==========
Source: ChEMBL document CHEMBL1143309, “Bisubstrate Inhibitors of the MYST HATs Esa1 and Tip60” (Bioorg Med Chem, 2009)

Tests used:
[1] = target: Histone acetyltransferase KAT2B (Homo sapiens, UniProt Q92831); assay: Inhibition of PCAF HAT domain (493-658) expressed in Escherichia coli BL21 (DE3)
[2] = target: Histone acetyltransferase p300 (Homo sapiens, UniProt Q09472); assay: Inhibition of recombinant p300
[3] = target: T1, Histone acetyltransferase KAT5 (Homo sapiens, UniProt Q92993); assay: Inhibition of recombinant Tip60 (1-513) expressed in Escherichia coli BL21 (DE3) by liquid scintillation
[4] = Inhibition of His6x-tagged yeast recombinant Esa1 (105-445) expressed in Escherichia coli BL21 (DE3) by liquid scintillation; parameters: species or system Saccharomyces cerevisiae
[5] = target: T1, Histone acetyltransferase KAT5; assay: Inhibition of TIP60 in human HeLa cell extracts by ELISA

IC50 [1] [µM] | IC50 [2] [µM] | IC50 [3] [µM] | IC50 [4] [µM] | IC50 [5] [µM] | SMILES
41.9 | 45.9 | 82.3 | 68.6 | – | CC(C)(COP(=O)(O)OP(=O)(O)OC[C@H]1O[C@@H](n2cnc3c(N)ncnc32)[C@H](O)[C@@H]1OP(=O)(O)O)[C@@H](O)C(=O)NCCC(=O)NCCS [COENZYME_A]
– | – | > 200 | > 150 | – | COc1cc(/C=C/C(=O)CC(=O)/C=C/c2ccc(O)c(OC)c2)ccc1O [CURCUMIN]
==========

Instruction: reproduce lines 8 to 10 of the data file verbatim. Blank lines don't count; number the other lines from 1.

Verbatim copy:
IC50 [1] [µM] | IC50 [2] [µM] | IC50 [3] [µM] | IC50 [4] [µM] | IC50 [5] [µM] | SMILES
41.9 | 45.9 | 82.3 | 68.6 | – | CC(C)(COP(=O)(O)OP(=O)(O)OC[C@H]1O[C@@H](n2cnc3c(N)ncnc32)[C@H](O)[C@@H]1OP(=O)(O)O)[C@@H](O)C(=O)NCCC(=O)NCCS [COENZYME_A]
– | – | > 200 | > 150 | – | COc1cc(/C=C/C(=O)CC(=O)/C=C/c2ccc(O)c(OC)c2)ccc1O [CURCUMIN]